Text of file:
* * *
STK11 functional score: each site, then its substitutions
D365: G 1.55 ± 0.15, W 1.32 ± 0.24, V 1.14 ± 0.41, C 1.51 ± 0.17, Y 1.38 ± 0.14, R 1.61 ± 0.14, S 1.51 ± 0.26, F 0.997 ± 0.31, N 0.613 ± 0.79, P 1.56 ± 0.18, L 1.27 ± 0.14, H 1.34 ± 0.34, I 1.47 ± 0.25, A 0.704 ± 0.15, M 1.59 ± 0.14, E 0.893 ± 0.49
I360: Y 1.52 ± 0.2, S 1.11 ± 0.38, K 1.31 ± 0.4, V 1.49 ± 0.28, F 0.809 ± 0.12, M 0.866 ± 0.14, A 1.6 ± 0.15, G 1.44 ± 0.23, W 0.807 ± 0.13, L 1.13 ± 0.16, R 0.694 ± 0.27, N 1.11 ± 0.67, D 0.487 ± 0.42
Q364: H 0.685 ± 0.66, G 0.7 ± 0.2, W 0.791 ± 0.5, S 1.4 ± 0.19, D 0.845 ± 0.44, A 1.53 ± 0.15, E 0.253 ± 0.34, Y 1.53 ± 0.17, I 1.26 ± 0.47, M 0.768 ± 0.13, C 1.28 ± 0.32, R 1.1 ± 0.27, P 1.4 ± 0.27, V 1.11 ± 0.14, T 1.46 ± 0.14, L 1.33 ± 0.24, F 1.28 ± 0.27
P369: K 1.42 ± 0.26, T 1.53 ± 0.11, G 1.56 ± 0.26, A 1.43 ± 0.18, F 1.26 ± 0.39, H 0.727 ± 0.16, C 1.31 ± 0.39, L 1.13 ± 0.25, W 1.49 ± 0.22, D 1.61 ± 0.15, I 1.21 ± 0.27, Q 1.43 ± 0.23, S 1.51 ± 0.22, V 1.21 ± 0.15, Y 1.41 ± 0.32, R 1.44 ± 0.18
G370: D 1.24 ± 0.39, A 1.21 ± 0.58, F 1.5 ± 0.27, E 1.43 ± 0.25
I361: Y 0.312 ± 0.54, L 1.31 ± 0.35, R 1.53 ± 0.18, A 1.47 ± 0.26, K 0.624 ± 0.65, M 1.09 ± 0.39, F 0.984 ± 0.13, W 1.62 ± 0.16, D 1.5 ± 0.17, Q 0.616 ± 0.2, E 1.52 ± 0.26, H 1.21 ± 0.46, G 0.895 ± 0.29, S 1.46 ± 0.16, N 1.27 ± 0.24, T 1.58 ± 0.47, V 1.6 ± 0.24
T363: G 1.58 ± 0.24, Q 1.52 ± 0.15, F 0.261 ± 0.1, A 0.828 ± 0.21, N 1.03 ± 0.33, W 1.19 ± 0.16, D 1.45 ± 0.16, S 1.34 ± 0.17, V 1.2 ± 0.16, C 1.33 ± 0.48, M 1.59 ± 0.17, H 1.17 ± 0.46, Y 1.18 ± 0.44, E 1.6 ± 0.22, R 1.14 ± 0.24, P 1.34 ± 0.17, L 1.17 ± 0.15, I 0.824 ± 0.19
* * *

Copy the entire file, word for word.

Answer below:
STK11 functional score: each site, then its substitutions
D365: G 1.55 ± 0.15, W 1.32 ± 0.24, V 1.14 ± 0.41, C 1.51 ± 0.17, Y 1.38 ± 0.14, R 1.61 ± 0.14, S 1.51 ± 0.26, F 0.997 ± 0.31, N 0.613 ± 0.79, P 1.56 ± 0.18, L 1.27 ± 0.14, H 1.34 ± 0.34, I 1.47 ± 0.25, A 0.704 ± 0.15, M 1.59 ± 0.14, E 0.893 ± 0.49
I360: Y 1.52 ± 0.2, S 1.11 ± 0.38, K 1.31 ± 0.4, V 1.49 ± 0.28, F 0.809 ± 0.12, M 0.866 ± 0.14, A 1.6 ± 0.15, G 1.44 ± 0.23, W 0.807 ± 0.13, L 1.13 ± 0.16, R 0.694 ± 0.27, N 1.11 ± 0.67, D 0.487 ± 0.42
Q364: H 0.685 ± 0.66, G 0.7 ± 0.2, W 0.791 ± 0.5, S 1.4 ± 0.19, D 0.845 ± 0.44, A 1.53 ± 0.15, E 0.253 ± 0.34, Y 1.53 ± 0.17, I 1.26 ± 0.47, M 0.768 ± 0.13, C 1.28 ± 0.32, R 1.1 ± 0.27, P 1.4 ± 0.27, V 1.11 ± 0.14, T 1.46 ± 0.14, L 1.33 ± 0.24, F 1.28 ± 0.27
P369: K 1.42 ± 0.26, T 1.53 ± 0.11, G 1.56 ± 0.26, A 1.43 ± 0.18, F 1.26 ± 0.39, H 0.727 ± 0.16, C 1.31 ± 0.39, L 1.13 ± 0.25, W 1.49 ± 0.22, D 1.61 ± 0.15, I 1.21 ± 0.27, Q 1.43 ± 0.23, S 1.51 ± 0.22, V 1.21 ± 0.15, Y 1.41 ± 0.32, R 1.44 ± 0.18
G370: D 1.24 ± 0.39, A 1.21 ± 0.58, F 1.5 ± 0.27, E 1.43 ± 0.25
I361: Y 0.312 ± 0.54, L 1.31 ± 0.35, R 1.53 ± 0.18, A 1.47 ± 0.26, K 0.624 ± 0.65, M 1.09 ± 0.39, F 0.984 ± 0.13, W 1.62 ± 0.16, D 1.5 ± 0.17, Q 0.616 ± 0.2, E 1.52 ± 0.26, H 1.21 ± 0.46, G 0.895 ± 0.29, S 1.46 ± 0.16, N 1.27 ± 0.24, T 1.58 ± 0.47, V 1.6 ± 0.24
T363: G 1.58 ± 0.24, Q 1.52 ± 0.15, F 0.261 ± 0.1, A 0.828 ± 0.21, N 1.03 ± 0.33, W 1.19 ± 0.16, D 1.45 ± 0.16, S 1.34 ± 0.17, V 1.2 ± 0.16, C 1.33 ± 0.48, M 1.59 ± 0.17, H 1.17 ± 0.46, Y 1.18 ± 0.44, E 1.6 ± 0.22, R 1.14 ± 0.24, P 1.34 ± 0.17, L 1.17 ± 0.15, I 0.824 ± 0.19